It’s an orchestrated effort outside of the Gators’ practice field every night. Practice usually ends around six o’clock with the players filing out and walking from the field to the stadium, along side the O’Connell Center. Maybe about a quarter mile walk. Along the first half of that quarter mile, there are numerous autograph and picture seeking fans, all waiting to get a glimpse of the Gators and of Tim Tebow.
It’s a little bit confusing when you first walk up because there are all these people standing around, but they’re about 50 yards away from the gate of the practice field. I walked over there to find a female student athletic department assistant named Amy armed with a radio holding the fans at bay.
“You have to stay behind this pole,” she said as people were trying to surge forward.
Remember when the University issued a plea to students to stop asking Tim Tebow for his autograph on campus? Amy was there to keep these folks in line until practice got out. They were holding jerseys, footballs, sheets of paper, orange and blue posters, whatever, looking for an autograph. Matt Kingston, my photographer and I were given strict instructions to stay behind the pole. “You can take video,” she confirmed with somebody inside the practice field, “but you have to stay back here. And no interviews. That’s by Gate 1.”
“There are a lot of rules here,” I joked with Matt just as the players came pouring out of the gate.
Ryan Stamper and Brandon James both stopped to say hi, recognizing a familiar face from Jacksonville. Both have had big roles in the Gators success in the past two years. Tebow stayed on the practice field for at least an extra 20 minutes working on throws of different trajectory and velocity as well as distance.
Having covered an NFL team along with major college football concurrently for the last 15 years, the contrast in the media covering the two is dramatic. The NFL media is older, more cynical, wisecracking and judgmental. The college media is much younger, much more a bunch of fans and much much more deferential to the people they’re talking to.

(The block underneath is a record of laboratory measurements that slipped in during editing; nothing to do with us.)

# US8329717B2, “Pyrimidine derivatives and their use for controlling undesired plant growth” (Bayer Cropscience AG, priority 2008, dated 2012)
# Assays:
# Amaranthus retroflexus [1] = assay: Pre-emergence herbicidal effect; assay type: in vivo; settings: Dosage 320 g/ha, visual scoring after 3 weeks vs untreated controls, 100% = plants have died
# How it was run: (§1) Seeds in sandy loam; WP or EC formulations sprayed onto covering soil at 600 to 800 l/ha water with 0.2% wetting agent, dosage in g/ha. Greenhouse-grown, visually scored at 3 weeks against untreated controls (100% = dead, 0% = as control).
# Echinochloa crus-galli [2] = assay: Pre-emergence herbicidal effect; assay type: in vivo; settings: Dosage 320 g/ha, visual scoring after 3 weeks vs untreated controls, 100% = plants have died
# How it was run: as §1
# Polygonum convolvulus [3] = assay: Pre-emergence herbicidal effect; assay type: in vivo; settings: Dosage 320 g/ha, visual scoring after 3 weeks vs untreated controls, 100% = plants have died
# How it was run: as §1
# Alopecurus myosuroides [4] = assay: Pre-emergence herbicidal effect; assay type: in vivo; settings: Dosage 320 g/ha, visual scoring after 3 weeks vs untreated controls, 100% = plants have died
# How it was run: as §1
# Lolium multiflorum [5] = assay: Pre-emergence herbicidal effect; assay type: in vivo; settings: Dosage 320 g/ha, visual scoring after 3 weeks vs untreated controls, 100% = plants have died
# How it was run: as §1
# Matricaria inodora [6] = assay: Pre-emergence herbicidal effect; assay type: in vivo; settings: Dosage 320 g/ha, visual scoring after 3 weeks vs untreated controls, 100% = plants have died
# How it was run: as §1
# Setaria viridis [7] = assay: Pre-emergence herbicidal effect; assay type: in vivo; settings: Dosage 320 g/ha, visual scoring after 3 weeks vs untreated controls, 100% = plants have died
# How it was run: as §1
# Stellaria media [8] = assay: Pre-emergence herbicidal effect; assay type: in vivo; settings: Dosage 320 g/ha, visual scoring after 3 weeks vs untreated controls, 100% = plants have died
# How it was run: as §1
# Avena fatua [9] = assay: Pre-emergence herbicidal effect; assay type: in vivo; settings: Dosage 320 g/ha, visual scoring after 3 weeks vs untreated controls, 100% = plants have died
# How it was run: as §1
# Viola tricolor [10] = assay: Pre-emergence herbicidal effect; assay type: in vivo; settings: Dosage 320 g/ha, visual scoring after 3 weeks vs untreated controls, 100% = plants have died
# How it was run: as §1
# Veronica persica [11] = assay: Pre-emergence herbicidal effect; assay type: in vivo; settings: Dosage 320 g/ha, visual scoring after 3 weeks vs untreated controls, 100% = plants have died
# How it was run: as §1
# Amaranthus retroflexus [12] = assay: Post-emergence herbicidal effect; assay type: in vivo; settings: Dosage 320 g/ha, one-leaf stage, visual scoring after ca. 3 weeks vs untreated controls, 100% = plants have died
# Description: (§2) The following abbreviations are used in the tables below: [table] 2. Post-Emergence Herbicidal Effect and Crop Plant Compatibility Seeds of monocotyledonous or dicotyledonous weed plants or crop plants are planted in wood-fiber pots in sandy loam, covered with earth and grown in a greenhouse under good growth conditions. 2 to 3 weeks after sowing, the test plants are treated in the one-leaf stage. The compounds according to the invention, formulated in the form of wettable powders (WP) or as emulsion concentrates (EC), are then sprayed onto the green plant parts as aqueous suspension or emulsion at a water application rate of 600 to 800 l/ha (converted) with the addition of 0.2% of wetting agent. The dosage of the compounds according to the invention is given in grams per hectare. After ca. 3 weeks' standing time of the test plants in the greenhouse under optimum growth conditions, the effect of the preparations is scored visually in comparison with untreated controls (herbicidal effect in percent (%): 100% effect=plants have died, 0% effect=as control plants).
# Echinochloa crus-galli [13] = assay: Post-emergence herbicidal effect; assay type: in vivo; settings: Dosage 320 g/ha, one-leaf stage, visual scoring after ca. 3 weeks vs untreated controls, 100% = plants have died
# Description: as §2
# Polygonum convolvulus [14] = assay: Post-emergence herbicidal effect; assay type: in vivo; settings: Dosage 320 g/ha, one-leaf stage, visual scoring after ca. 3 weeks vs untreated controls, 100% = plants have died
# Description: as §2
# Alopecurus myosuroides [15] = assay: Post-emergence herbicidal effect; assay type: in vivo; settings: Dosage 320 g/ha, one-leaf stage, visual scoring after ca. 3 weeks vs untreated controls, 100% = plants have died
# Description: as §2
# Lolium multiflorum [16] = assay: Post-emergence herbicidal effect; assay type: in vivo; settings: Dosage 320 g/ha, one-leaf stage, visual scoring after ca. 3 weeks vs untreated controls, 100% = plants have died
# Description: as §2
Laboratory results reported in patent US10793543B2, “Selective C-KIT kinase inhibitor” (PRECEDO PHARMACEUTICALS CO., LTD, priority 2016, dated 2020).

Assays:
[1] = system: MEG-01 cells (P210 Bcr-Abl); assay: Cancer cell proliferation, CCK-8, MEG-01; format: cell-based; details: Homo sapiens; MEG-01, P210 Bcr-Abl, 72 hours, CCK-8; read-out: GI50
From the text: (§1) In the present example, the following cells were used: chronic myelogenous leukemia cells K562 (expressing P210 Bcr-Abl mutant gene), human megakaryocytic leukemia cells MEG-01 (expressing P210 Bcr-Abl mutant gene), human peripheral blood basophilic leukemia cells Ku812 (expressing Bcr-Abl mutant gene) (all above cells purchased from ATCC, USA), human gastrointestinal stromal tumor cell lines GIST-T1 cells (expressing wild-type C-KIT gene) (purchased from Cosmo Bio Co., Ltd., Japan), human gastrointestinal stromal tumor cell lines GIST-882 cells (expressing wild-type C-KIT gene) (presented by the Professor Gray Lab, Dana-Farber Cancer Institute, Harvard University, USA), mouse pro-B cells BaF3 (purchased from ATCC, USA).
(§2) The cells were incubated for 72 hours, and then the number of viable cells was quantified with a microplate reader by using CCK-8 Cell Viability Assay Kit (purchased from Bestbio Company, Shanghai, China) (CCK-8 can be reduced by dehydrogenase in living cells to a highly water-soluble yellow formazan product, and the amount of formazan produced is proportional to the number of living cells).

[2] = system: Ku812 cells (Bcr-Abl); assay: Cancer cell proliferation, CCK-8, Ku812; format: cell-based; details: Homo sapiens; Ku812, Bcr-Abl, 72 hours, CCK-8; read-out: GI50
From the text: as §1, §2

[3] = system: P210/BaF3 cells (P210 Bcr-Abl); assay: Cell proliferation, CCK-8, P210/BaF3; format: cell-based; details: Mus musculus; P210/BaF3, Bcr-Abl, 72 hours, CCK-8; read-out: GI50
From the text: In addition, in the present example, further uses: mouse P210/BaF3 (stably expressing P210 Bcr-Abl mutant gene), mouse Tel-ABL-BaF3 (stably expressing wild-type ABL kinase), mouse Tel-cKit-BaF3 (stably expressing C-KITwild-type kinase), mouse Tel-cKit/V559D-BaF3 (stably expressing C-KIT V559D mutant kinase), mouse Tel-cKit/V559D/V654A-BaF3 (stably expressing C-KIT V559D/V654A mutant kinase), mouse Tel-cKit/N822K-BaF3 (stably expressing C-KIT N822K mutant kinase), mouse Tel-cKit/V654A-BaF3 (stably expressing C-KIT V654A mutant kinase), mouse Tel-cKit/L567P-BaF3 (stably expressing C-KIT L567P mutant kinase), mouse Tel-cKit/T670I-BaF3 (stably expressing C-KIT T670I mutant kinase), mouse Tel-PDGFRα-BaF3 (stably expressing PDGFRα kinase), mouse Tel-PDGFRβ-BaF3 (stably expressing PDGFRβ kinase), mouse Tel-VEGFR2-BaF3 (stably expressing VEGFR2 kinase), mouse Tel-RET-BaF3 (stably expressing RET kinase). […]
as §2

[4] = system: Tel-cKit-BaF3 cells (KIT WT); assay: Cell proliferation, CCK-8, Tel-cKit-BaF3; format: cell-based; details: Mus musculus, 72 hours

Especially the coach.
The dozen or so media outlets covering Florida football during the week follow Urban Meyer around like lap dogs. The questions are all softballs, technical stuff that can’t go into a story but rather would qualify as “insider” info that they can use to impress their friends on campus. Half of them are asking questions trying to impress Meyer with their knowledge of his team. It’s a lay-up for Meyer every day. I guess that’s why when I asked him a question about motivating his team this week he was a bit startled.
First it was an unfamiliar voice and I’m pretty sure I asked him an actual question something like, “Is it a challenge to motivate this team in this stretch with them knowing they’re going to that game in December and who their opponent is going to be?” He literally did a double take and then very directly answered, “not this week. Not with who we’re playing.”
It was a mild reference to Steve Spurrier but without much emotion.
“Is it because of this particular team, the leadership this year, the guys on this team?” I followed up with. “We have good leadership on this team,” Meyer said without adding anything.
By the way, I’m sure Tim stopped to sign some autographs. In fact, my friends Joe and Liz were able to get Tim to stop for a photo for their Christmas card: